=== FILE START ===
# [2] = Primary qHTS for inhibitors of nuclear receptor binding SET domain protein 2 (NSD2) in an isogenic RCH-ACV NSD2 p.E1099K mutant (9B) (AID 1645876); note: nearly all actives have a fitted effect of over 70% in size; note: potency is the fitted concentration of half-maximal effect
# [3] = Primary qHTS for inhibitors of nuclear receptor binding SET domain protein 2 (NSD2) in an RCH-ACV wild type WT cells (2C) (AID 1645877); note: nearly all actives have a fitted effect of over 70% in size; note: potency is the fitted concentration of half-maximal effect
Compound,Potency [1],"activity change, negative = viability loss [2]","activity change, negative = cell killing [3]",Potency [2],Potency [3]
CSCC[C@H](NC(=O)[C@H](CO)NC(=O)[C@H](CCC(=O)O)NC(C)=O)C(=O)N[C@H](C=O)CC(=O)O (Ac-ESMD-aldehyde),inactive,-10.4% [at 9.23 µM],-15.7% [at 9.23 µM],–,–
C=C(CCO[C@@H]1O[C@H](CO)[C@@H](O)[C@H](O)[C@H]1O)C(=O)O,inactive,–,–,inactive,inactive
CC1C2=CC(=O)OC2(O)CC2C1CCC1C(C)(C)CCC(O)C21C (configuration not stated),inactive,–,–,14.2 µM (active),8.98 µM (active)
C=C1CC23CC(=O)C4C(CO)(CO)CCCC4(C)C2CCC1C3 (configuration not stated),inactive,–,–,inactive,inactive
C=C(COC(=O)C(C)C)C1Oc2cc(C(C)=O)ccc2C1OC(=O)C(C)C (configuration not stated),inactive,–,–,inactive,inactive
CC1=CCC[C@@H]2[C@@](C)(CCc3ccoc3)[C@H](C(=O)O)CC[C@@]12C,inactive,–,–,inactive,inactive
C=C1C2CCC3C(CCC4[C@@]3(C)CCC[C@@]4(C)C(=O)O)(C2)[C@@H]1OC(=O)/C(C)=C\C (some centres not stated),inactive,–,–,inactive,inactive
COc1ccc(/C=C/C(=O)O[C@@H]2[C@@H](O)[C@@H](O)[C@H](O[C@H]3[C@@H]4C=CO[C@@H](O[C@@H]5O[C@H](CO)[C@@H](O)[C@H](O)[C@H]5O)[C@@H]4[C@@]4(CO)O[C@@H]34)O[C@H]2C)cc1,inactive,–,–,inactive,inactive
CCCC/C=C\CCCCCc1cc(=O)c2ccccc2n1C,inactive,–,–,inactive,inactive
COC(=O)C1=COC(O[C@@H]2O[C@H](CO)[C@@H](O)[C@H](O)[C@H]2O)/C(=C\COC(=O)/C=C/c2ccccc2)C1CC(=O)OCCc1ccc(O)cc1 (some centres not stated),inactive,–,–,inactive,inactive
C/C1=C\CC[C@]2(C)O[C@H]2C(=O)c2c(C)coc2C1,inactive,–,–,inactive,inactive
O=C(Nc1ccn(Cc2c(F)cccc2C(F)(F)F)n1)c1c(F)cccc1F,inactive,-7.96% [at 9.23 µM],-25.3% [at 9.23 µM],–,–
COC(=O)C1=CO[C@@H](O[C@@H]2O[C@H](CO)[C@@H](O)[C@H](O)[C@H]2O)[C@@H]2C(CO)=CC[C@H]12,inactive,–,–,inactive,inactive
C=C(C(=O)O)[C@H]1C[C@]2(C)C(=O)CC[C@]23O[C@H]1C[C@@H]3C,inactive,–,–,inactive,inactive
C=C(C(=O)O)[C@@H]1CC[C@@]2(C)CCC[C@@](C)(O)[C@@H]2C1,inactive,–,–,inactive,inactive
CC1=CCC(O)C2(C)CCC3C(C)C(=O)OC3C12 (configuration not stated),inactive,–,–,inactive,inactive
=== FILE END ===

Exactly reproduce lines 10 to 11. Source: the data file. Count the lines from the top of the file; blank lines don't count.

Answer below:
C=C1C2CCC3C(CCC4[C@@]3(C)CCC[C@@]4(C)C(=O)O)(C2)[C@@H]1OC(=O)/C(C)=C\C (some centres not stated),inactive,–,–,inactive,inactive
COc1ccc(/C=C/C(=O)O[C@@H]2[C@@H](O)[C@@H](O)[C@H](O[C@H]3[C@@H]4C=CO[C@@H](O[C@@H]5O[C@H](CO)[C@@H](O)[C@H](O)[C@H]5O)[C@@H]4[C@@]4(CO)O[C@@H]34)O[C@H]2C)cc1,inactive,–,–,inactive,inactive